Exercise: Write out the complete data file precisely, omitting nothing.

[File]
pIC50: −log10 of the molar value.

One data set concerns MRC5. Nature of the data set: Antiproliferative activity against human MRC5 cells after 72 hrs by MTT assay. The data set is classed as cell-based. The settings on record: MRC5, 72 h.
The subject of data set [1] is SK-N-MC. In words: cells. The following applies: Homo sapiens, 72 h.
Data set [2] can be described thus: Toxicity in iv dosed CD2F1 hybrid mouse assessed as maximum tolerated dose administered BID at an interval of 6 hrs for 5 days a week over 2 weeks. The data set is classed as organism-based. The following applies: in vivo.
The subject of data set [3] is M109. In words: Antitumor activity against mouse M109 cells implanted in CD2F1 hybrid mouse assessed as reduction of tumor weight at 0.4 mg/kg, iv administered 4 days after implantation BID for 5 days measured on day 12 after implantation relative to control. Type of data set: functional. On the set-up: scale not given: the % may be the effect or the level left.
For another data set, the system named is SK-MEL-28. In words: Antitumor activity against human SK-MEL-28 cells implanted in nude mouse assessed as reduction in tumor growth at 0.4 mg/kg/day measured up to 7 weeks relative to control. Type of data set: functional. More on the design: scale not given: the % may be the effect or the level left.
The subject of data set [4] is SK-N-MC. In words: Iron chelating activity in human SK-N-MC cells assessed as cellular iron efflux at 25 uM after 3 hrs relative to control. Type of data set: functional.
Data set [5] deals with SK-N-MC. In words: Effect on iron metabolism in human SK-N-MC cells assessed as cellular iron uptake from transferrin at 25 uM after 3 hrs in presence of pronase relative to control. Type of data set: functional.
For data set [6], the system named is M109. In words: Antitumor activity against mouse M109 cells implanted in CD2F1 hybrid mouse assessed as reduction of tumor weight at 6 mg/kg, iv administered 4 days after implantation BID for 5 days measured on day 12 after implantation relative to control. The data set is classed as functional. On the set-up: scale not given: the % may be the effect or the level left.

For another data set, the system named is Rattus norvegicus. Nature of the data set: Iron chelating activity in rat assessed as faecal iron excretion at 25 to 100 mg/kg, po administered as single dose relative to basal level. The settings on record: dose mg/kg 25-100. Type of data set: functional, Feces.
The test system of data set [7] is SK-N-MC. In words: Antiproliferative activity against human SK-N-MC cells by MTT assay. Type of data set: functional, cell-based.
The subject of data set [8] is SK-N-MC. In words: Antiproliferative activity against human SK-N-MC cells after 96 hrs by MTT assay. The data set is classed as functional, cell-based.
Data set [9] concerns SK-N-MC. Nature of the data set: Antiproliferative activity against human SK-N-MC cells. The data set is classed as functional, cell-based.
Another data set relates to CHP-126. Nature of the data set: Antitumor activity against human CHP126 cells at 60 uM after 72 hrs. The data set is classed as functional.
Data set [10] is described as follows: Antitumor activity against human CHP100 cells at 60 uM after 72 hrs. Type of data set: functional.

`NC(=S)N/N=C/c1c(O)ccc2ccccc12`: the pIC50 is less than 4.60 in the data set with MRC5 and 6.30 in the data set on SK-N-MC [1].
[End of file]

pIC50: −log10 of the molar value.

One data set concerns MRC5. Nature of the data set: Antiproliferative activity against human MRC5 cells after 72 hrs by MTT assay. The data set is classed as cell-based. The settings on record: MRC5, 72 h.
The subject of data set [1] is SK-N-MC. In words: cells. The following applies: Homo sapiens, 72 h.
Data set [2] can be described thus: Toxicity in iv dosed CD2F1 hybrid mouse assessed as maximum tolerated dose administered BID at an interval of 6 hrs for 5 days a week over 2 weeks. The data set is classed as organism-based. The following applies: in vivo.
The subject of data set [3] is M109. In words: Antitumor activity against mouse M109 cells implanted in CD2F1 hybrid mouse assessed as reduction of tumor weight at 0.4 mg/kg, iv administered 4 days after implantation BID for 5 days measured on day 12 after implantation relative to control. Type of data set: functional. On the set-up: scale not given: the % may be the effect or the level left.
For another data set, the system named is SK-MEL-28. In words: Antitumor activity against human SK-MEL-28 cells implanted in nude mouse assessed as reduction in tumor growth at 0.4 mg/kg/day measured up to 7 weeks relative to control. Type of data set: functional. More on the design: scale not given: the % may be the effect or the level left.
The subject of data set [4] is SK-N-MC. In words: Iron chelating activity in human SK-N-MC cells assessed as cellular iron efflux at 25 uM after 3 hrs relative to control. Type of data set: functional.
Data set [5] deals with SK-N-MC. In words: Effect on iron metabolism in human SK-N-MC cells assessed as cellular iron uptake from transferrin at 25 uM after 3 hrs in presence of pronase relative to control. Type of data set: functional.
For data set [6], the system named is M109. In words: Antitumor activity against mouse M109 cells implanted in CD2F1 hybrid mouse assessed as reduction of tumor weight at 6 mg/kg, iv administered 4 days after implantation BID for 5 days measured on day 12 after implantation relative to control. The data set is classed as functional. On the set-up: scale not given: the % may be the effect or the level left.

For another data set, the system named is Rattus norvegicus. Nature of the data set: Iron chelating activity in rat assessed as faecal iron excretion at 25 to 100 mg/kg, po administered as single dose relative to basal level. The settings on record: dose mg/kg 25-100. Type of data set: functional, Feces.
The test system of data set [7] is SK-N-MC. In words: Antiproliferative activity against human SK-N-MC cells by MTT assay. Type of data set: functional, cell-based.
The subject of data set [8] is SK-N-MC. In words: Antiproliferative activity against human SK-N-MC cells after 96 hrs by MTT assay. The data set is classed as functional, cell-based.
Data set [9] concerns SK-N-MC. Nature of the data set: Antiproliferative activity against human SK-N-MC cells. The data set is classed as functional, cell-based.
Another data set relates to CHP-126. Nature of the data set: Antitumor activity against human CHP126 cells at 60 uM after 72 hrs. The data set is classed as functional.
Data set [10] is described as follows: Antitumor activity against human CHP100 cells at 60 uM after 72 hrs. Type of data set: functional.

`NC(=S)N/N=C/c1c(O)ccc2ccccc12`: the pIC50 is less than 4.60 in the data set with MRC5 and 6.30 in the data set on SK-N-MC [1].